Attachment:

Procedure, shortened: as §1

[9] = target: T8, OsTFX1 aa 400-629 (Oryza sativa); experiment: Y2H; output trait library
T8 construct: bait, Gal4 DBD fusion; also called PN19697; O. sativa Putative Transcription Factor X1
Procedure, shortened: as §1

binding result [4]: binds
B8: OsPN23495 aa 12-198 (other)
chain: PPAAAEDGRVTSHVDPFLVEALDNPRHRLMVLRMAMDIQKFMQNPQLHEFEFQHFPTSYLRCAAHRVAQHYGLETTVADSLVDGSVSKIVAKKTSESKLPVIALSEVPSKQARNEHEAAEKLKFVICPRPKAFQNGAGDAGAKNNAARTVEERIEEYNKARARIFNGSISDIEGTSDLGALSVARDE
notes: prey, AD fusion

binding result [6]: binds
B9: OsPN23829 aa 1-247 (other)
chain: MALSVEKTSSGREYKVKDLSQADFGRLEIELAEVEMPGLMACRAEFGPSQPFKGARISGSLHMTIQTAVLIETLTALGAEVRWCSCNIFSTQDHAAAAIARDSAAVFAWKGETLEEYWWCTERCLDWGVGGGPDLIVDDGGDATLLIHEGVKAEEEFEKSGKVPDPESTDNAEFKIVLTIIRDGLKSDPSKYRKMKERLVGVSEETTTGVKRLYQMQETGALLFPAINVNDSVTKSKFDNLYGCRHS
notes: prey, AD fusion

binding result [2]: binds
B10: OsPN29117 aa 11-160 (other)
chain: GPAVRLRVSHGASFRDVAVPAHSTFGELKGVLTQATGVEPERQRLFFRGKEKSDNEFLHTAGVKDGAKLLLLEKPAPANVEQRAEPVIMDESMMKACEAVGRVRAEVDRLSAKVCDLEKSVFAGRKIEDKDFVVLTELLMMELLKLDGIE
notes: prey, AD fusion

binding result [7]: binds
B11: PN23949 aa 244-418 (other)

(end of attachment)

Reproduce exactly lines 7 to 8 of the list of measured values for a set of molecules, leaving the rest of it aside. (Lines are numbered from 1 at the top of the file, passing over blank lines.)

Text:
chain: PPAAAEDGRVTSHVDPFLVEALDNPRHRLMVLRMAMDIQKFMQNPQLHEFEFQHFPTSYLRCAAHRVAQHYGLETTVADSLVDGSVSKIVAKKTSESKLPVIALSEVPSKQARNEHEAAEKLKFVICPRPKAFQNGAGDAGAKNNAARTVEERIEEYNKARARIFNGSISDIEGTSDLGALSVARDE
notes: prey, AD fusion